Section 514(5) confers upon the Court a discretion, but curiously enough, Section 514(5) does not give any indication as to the circumstances under which the Court will be justified in remitting a portion of the penalty, and indeed there is a justifiable reason for not giving an indication be cause circumstances will vary in every case and there can be no such indication where the matter is one of discretion.
Mr. Jahagirdar says that it is open to a party to make an application under Section 514(5) even at a stage subsequent to the stage when the Court calls upon the surety to pay the amount of thepenalty. But as I read Section 514(1) and Section 514(5) together, it seems to me that the better view isthat the Court is called upon to require the suretyto pay the amount of the penalty or to remit aportion of the penalty as soon as the bond isforfeited. It is at that stage that the Court iscalled upon to consider the question as to whether the entire amount of the penalty shouldbe ordered to be paid or only a portion of theamount should be ordered to be paid. This interpretation is suggested by the language of Sub-section(5) which, 'inter alia', provides that the Courtmay remit a portion and enforce payment in partonly and the mode of enforcement of the penaltyis to be found in Sub-sections (2), (3) and (4) of Section514.
The question whether the discretion contemplated by Sub-section (5) is to be exercised at a subsequent stage or at the stage when the Court callsupon the surety to pay the amount of the penaltyis, I think, not free from difficulty. It is, I think,possible to take the view that the Court may, inits, discretion, remit a portion of the penalty andenforce payment in part only even at a subsequent stage. But I would prefer to say that theCourt can insist upon the payment of the entireamount of the penalty or may make an orderremitting a portion of the penalty as soon as thebond is forfeited and the Court is called upon toapply its mind to the matter. However, I willassume in favour of Mr. Jahagirdar that theCourt can exercise its power under Section 514(5) evenat a subsequent stage, and even if Mr. Jahagirdar were wrong in saying that the power can beexercised under Section 514(5) at a subsequent stage, Isee no difficulty in holding that the High Courtcan make a suitable order under Section 561A.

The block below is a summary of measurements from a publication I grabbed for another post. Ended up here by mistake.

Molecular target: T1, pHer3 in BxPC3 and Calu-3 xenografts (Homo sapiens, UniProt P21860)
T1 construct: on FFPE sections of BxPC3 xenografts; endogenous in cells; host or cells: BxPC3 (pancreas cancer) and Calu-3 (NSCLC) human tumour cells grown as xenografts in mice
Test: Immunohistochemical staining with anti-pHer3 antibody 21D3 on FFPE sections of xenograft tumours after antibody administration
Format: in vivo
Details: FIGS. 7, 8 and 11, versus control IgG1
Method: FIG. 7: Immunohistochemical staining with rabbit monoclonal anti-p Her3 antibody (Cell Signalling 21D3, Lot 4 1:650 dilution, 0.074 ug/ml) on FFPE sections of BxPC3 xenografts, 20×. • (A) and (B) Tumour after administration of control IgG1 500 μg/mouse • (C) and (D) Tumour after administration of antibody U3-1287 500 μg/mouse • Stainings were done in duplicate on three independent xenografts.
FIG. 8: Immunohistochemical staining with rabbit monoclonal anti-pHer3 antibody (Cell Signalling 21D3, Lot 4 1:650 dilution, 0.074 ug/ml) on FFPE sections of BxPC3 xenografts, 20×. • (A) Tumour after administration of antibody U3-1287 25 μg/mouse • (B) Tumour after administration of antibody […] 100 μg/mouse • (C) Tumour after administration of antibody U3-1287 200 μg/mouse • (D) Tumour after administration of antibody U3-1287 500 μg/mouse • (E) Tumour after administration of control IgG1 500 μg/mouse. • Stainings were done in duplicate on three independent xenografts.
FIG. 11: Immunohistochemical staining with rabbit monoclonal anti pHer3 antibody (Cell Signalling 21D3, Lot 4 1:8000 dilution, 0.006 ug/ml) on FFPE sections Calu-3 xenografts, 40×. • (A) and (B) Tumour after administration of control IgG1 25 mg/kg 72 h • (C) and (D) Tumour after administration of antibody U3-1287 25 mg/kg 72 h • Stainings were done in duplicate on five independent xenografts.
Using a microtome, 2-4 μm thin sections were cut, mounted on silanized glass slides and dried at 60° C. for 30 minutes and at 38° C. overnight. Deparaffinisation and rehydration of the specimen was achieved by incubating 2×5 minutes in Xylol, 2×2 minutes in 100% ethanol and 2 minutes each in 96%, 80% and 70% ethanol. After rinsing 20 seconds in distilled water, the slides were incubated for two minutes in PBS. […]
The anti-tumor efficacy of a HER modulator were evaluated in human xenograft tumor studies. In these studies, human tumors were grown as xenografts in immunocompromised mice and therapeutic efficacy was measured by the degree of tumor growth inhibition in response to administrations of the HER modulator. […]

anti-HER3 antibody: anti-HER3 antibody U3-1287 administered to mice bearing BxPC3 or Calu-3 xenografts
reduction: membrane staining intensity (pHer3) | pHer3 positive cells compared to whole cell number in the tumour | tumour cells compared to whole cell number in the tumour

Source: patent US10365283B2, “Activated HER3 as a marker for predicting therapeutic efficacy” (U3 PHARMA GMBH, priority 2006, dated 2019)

6. The question for decision, therefore, is whether this is a case in which there are circumstances justifying the Court in remitting a portion of the penalty mentioned in the bond. The bond was executed by the applicant for a sum of Rs. 20,000. It was in connection with an offence under Section 65(a) which, in the case of a conviction, imposes the maximum sentence, in the case of a first offence, of one year and fine which may extend to one thousand rupees, and in such a case there is the minimum sentence provided which is a sentence of six months and a line which shall not be less than five hundred rupees.
7. Now, when a person executes a bond, there are certain factors which are to be taken into consideration in determining the amount of the bond. Among these may be mentioned (1) the nature of the offence for which the accused is prosecuted (2) the status and the position of the accused and (3) the nature of the sentence which, in the case of a conviction, is likely to be imposed upon an accused person.
Now, in this case the offence was under Section 65 (a) for which the maximum sentence of imprisonment is a sentence of one year and a fine of Rs. 1,000, but in which the law directs that the sentence shall not be less than six months' imprisonment and a fine of Rs. 500. I should have thought that in respect of an accused person charged with an offence under Section 65 (a) the amount of the bond in a sum of Rs. 20,000 would obviously be excessive.
But I have no reason to suppose that the police had no good grounds for saying that a bond for a sum of Rs. 20,000 should be executed by the surety. At any rate, if the amount of the bond was considered to be excessive, it was open to the accused to take the matter before a superior Court and to have the amount of the bond reduced and this could have been done under Section 498 , Criminal P. C. Now, the purpose of a bond of the type in the present case is to secure the presence of the accused or the attendance of the accused and the position of a surety is nearly always not an easy one. The surety makes himself responsible for the conduct of the accused, and often enough the surety has no control over the conduct of the accused. The surety expects the accused to act properly, but the accused, often, enough, does not choose to stand by the surety and sometimes jumps bail, and this is exactly what has happened in the present case.
It is true, as is urged by Mr. Desai who appears for the State, that nobody compels a person to stand as a surety. It is a voluntary contract, and if a person enters into a surety bond, with eyes wide open, and if the accused subsequently acts contrary to the terms of the bond, the surety cannot be heard to complain that he should be relieved against from the operation of an act of the accused over which the surety has no control. It is then no use suggesting that the surety has no control because the obligation under the bond upon the surety is that the surety will secure the attendance of the accused before the Court.